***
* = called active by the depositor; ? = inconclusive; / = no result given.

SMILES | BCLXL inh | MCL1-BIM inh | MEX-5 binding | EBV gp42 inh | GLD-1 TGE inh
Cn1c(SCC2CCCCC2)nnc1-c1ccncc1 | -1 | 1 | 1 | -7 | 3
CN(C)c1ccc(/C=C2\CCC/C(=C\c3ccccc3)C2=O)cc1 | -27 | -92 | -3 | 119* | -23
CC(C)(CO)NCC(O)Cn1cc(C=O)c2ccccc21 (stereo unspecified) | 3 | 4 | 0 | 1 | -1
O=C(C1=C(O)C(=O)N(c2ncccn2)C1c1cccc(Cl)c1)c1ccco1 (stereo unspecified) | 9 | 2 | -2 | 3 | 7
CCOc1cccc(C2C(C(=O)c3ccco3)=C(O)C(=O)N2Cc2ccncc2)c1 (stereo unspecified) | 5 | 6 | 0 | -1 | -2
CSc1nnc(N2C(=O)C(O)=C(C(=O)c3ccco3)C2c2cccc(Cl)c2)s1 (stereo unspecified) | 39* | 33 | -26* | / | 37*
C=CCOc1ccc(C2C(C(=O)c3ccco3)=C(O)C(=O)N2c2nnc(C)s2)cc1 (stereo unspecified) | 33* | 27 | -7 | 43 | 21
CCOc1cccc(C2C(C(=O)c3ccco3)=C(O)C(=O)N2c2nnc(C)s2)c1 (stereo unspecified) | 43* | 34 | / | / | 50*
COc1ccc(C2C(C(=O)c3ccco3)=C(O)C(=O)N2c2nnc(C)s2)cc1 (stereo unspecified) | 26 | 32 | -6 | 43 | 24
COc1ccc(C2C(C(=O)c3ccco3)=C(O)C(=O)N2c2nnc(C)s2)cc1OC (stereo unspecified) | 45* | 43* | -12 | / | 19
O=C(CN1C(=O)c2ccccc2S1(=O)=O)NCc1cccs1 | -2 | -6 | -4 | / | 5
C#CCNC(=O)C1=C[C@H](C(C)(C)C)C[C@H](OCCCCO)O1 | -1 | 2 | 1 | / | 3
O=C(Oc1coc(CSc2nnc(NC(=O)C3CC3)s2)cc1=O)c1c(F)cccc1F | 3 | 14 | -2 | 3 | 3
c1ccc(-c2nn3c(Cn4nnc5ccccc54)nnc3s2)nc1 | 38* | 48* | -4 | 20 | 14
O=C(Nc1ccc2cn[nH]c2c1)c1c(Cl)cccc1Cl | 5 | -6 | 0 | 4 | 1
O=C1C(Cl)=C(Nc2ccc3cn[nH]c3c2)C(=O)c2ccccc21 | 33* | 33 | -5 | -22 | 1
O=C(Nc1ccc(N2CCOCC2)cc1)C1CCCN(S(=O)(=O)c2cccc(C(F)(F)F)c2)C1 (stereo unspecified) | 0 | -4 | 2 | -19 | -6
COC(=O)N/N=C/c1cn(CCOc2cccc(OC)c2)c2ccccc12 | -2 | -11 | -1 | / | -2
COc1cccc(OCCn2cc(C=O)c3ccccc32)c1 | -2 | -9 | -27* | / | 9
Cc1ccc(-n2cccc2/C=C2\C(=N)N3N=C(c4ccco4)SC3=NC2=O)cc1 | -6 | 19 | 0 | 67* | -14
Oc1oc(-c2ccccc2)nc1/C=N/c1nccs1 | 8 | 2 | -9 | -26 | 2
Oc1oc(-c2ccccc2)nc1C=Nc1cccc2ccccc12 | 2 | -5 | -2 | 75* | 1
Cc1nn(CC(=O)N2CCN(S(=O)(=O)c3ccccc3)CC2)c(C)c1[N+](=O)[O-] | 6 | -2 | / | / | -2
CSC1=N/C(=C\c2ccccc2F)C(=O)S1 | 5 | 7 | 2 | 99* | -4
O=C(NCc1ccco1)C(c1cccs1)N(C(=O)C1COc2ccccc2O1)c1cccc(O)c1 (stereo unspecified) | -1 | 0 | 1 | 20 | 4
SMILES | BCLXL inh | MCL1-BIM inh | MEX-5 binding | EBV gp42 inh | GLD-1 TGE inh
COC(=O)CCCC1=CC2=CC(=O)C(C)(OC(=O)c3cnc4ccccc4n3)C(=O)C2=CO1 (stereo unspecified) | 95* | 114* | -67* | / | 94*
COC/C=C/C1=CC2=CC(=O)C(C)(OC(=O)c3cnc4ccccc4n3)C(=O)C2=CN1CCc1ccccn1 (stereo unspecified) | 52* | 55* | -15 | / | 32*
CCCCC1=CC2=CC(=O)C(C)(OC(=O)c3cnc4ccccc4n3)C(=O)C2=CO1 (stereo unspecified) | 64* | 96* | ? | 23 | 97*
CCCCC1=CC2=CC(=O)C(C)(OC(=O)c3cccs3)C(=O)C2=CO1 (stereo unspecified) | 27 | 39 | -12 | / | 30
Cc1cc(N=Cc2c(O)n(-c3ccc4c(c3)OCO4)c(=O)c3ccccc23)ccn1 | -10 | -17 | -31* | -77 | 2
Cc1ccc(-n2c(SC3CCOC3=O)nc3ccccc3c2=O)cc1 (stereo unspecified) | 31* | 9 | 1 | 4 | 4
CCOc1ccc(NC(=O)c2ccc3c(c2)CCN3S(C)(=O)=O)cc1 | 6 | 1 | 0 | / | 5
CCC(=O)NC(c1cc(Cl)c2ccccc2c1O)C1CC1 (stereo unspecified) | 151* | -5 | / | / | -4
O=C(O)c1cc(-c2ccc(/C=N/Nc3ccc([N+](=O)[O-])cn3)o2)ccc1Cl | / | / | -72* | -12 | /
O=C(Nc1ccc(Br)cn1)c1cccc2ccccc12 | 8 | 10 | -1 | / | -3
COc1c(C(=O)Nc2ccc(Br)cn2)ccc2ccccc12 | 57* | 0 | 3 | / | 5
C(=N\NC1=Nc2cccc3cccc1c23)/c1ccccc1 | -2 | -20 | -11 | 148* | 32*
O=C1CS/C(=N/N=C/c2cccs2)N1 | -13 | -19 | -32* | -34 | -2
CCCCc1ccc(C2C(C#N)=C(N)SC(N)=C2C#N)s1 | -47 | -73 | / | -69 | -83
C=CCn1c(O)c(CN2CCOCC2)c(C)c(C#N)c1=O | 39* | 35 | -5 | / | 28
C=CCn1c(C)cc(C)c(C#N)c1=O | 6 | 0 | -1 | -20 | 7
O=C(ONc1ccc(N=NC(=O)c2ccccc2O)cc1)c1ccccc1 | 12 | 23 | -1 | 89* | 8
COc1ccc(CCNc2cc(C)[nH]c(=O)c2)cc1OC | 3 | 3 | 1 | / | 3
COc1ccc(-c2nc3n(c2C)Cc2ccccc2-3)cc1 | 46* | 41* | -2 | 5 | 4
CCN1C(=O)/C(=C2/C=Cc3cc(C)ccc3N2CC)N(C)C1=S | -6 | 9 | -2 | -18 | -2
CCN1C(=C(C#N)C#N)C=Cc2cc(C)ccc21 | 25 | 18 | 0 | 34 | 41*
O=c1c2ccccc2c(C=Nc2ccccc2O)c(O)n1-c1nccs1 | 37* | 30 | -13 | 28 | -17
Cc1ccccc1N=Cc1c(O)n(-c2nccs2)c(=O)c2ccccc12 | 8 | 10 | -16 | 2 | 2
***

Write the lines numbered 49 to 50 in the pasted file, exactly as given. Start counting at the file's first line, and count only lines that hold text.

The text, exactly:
CCN1C(=C(C#N)C#N)C=Cc2cc(C)ccc21 | 25 | 18 | 0 | 34 | 41*
O=c1c2ccccc2c(C=Nc2ccccc2O)c(O)n1-c1nccs1 | 37* | 30 | -13 | 28 | -17